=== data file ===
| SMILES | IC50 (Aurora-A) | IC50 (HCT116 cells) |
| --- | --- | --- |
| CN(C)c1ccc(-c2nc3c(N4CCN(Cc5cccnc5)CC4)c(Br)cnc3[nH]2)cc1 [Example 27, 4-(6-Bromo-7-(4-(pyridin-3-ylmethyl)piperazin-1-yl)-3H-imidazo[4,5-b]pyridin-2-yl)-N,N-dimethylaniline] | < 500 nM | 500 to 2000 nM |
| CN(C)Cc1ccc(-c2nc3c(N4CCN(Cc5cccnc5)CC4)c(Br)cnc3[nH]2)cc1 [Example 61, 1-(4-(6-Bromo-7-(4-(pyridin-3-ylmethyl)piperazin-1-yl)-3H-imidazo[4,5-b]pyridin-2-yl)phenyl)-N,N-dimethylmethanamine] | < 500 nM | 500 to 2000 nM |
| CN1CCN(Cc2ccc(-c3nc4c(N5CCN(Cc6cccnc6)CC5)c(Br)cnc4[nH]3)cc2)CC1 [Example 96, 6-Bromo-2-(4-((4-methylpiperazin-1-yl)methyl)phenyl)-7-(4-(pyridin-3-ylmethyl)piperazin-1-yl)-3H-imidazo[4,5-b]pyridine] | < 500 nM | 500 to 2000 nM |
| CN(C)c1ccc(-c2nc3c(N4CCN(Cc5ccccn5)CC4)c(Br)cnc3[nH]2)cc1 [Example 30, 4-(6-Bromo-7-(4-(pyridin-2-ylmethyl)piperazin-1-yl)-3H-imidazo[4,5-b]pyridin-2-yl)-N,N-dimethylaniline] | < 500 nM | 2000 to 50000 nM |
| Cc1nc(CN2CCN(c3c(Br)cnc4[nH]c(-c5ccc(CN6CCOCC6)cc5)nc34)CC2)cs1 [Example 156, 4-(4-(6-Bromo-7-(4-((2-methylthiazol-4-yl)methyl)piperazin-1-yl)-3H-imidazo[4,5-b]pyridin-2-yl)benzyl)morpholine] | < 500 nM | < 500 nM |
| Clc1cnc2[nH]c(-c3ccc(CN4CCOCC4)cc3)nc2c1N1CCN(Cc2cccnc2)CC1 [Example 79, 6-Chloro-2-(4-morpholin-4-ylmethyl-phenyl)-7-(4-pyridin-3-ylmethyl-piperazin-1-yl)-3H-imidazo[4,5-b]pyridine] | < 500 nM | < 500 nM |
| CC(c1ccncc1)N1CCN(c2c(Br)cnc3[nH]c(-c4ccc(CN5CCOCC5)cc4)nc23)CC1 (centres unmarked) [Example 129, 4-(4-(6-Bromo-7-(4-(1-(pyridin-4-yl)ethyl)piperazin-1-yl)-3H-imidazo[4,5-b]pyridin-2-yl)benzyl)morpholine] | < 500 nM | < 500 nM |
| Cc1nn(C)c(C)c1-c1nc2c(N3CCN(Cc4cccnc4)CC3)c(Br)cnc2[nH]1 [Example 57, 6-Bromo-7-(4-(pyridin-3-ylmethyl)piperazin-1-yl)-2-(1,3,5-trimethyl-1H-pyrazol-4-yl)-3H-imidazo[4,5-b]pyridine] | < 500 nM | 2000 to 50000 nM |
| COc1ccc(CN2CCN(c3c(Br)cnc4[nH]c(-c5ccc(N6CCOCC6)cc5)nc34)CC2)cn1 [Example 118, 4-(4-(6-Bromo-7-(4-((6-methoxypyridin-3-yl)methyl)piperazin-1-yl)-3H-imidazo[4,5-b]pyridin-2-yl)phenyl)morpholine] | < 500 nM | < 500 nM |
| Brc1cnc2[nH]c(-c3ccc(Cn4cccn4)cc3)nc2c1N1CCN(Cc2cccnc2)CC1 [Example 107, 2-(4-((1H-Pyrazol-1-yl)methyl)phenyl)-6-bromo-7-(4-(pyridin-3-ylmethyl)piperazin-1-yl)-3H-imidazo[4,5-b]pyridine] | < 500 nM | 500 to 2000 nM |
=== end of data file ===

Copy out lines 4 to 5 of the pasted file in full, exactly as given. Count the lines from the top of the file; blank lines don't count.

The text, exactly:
| CN(C)Cc1ccc(-c2nc3c(N4CCN(Cc5cccnc5)CC4)c(Br)cnc3[nH]2)cc1 [Example 61, 1-(4-(6-Bromo-7-(4-(pyridin-3-ylmethyl)piperazin-1-yl)-3H-imidazo[4,5-b]pyridin-2-yl)phenyl)-N,N-dimethylmethanamine] | < 500 nM | 500 to 2000 nM |
| CN1CCN(Cc2ccc(-c3nc4c(N5CCN(Cc6cccnc6)CC5)c(Br)cnc4[nH]3)cc2)CC1 [Example 96, 6-Bromo-2-(4-((4-methylpiperazin-1-yl)methyl)phenyl)-7-(4-(pyridin-3-ylmethyl)piperazin-1-yl)-3H-imidazo[4,5-b]pyridine] | < 500 nM | 500 to 2000 nM |